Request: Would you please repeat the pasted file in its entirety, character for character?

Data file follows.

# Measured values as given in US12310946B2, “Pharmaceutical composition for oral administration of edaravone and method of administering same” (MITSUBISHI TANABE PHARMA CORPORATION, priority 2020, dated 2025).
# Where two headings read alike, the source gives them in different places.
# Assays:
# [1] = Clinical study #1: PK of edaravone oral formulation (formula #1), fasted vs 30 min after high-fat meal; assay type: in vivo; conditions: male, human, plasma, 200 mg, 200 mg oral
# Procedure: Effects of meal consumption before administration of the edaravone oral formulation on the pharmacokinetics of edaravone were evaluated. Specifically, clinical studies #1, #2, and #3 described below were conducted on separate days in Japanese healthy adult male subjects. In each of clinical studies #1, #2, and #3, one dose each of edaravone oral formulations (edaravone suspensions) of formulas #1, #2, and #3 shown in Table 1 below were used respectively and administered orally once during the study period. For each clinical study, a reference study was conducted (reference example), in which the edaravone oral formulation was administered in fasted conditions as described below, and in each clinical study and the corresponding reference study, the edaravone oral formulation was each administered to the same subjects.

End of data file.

# Measured values as given in US12310946B2, “Pharmaceutical composition for oral administration of edaravone and method of administering same” (MITSUBISHI TANABE PHARMA CORPORATION, priority 2020, dated 2025).
# Where two headings read alike, the source gives them in different places.
# Assays:
# [1] = Clinical study #1: PK of edaravone oral formulation (formula #1), fasted vs 30 min after high-fat meal; assay type: in vivo; conditions: male, human, plasma, 200 mg, 200 mg oral
# Procedure: Effects of meal consumption before administration of the edaravone oral formulation on the pharmacokinetics of edaravone were evaluated. Specifically, clinical studies #1, #2, and #3 described below were conducted on separate days in Japanese healthy adult male subjects. In each of clinical studies #1, #2, and #3, one dose each of edaravone oral formulations (edaravone suspensions) of formulas #1, #2, and #3 shown in Table 1 below were used respectively and administered orally once during the study period. For each clinical study, a reference study was conducted (reference example), in which the edaravone oral formulation was administered in fasted conditions as described below, and in each clinical study and the corresponding reference study, the edaravone oral formulation was each administered to the same subjects.